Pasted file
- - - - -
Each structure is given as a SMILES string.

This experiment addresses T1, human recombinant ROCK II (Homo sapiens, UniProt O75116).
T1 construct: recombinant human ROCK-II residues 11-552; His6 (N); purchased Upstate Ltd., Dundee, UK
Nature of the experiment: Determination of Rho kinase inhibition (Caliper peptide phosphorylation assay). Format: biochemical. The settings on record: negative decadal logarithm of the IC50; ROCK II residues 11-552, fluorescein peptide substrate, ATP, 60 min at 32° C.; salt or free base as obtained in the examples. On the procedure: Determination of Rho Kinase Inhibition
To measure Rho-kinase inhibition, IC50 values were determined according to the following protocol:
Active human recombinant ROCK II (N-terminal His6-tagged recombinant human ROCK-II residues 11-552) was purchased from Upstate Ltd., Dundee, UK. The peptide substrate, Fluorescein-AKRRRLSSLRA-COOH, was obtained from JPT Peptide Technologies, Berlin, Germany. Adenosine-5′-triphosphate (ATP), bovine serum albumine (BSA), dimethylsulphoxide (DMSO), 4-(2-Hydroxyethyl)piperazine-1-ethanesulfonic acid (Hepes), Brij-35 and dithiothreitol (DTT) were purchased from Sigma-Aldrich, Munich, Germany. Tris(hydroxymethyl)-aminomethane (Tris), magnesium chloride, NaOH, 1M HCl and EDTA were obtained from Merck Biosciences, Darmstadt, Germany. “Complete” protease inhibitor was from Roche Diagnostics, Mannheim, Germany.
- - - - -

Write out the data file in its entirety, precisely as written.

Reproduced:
Each structure is given as a SMILES string.

This experiment addresses T1, human recombinant ROCK II (Homo sapiens, UniProt O75116).
T1 construct: recombinant human ROCK-II residues 11-552; His6 (N); purchased Upstate Ltd., Dundee, UK
Nature of the experiment: Determination of Rho kinase inhibition (Caliper peptide phosphorylation assay). Format: biochemical. The settings on record: negative decadal logarithm of the IC50; ROCK II residues 11-552, fluorescein peptide substrate, ATP, 60 min at 32° C.; salt or free base as obtained in the examples. On the procedure: Determination of Rho Kinase Inhibition
To measure Rho-kinase inhibition, IC50 values were determined according to the following protocol:
Active human recombinant ROCK II (N-terminal His6-tagged recombinant human ROCK-II residues 11-552) was purchased from Upstate Ltd., Dundee, UK. The peptide substrate, Fluorescein-AKRRRLSSLRA-COOH, was obtained from JPT Peptide Technologies, Berlin, Germany. Adenosine-5′-triphosphate (ATP), bovine serum albumine (BSA), dimethylsulphoxide (DMSO), 4-(2-Hydroxyethyl)piperazine-1-ethanesulfonic acid (Hepes), Brij-35 and dithiothreitol (DTT) were purchased from Sigma-Aldrich, Munich, Germany. Tris(hydroxymethyl)-aminomethane (Tris), magnesium chloride, NaOH, 1M HCl and EDTA were obtained from Merck Biosciences, Darmstadt, Germany. “Complete” protease inhibitor was from Roche Diagnostics, Mannheim, Germany.